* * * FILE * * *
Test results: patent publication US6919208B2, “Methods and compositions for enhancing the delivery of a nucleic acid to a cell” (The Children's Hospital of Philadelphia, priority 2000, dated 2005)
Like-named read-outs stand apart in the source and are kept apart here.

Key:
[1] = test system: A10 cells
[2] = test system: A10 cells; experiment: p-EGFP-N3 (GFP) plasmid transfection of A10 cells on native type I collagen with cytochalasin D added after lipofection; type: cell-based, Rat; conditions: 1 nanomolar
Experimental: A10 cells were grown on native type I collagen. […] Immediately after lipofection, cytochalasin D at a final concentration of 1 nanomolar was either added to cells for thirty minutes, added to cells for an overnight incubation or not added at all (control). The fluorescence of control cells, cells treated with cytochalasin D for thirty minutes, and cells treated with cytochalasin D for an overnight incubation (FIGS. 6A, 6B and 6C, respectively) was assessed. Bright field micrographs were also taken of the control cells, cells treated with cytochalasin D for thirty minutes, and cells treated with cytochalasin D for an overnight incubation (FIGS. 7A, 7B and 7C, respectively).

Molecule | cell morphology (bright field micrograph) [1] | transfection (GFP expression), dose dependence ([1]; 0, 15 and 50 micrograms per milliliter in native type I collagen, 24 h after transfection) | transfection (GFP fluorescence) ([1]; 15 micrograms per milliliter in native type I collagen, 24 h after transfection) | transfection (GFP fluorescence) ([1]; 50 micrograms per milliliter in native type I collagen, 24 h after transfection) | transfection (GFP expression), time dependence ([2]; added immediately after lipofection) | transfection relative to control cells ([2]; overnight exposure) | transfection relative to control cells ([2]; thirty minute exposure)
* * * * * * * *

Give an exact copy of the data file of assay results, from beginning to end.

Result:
Test results: patent publication US6919208B2, “Methods and compositions for enhancing the delivery of a nucleic acid to a cell” (The Children's Hospital of Philadelphia, priority 2000, dated 2005)
Like-named read-outs stand apart in the source and are kept apart here.

Key:
[1] = test system: A10 cells
[2] = test system: A10 cells; experiment: p-EGFP-N3 (GFP) plasmid transfection of A10 cells on native type I collagen with cytochalasin D added after lipofection; type: cell-based, Rat; conditions: 1 nanomolar
Experimental: A10 cells were grown on native type I collagen. […] Immediately after lipofection, cytochalasin D at a final concentration of 1 nanomolar was either added to cells for thirty minutes, added to cells for an overnight incubation or not added at all (control). The fluorescence of control cells, cells treated with cytochalasin D for thirty minutes, and cells treated with cytochalasin D for an overnight incubation (FIGS. 6A, 6B and 6C, respectively) was assessed. Bright field micrographs were also taken of the control cells, cells treated with cytochalasin D for thirty minutes, and cells treated with cytochalasin D for an overnight incubation (FIGS. 7A, 7B and 7C, respectively).

Molecule | cell morphology (bright field micrograph) [1] | transfection (GFP expression), dose dependence ([1]; 0, 15 and 50 micrograms per milliliter in native type I collagen, 24 h after transfection) | transfection (GFP fluorescence) ([1]; 15 micrograms per milliliter in native type I collagen, 24 h after transfection) | transfection (GFP fluorescence) ([1]; 50 micrograms per milliliter in native type I collagen, 24 h after transfection) | transfection (GFP expression), time dependence ([2]; added immediately after lipofection) | transfection relative to control cells ([2]; overnight exposure) | transfection relative to control cells ([2]; thirty minute exposure)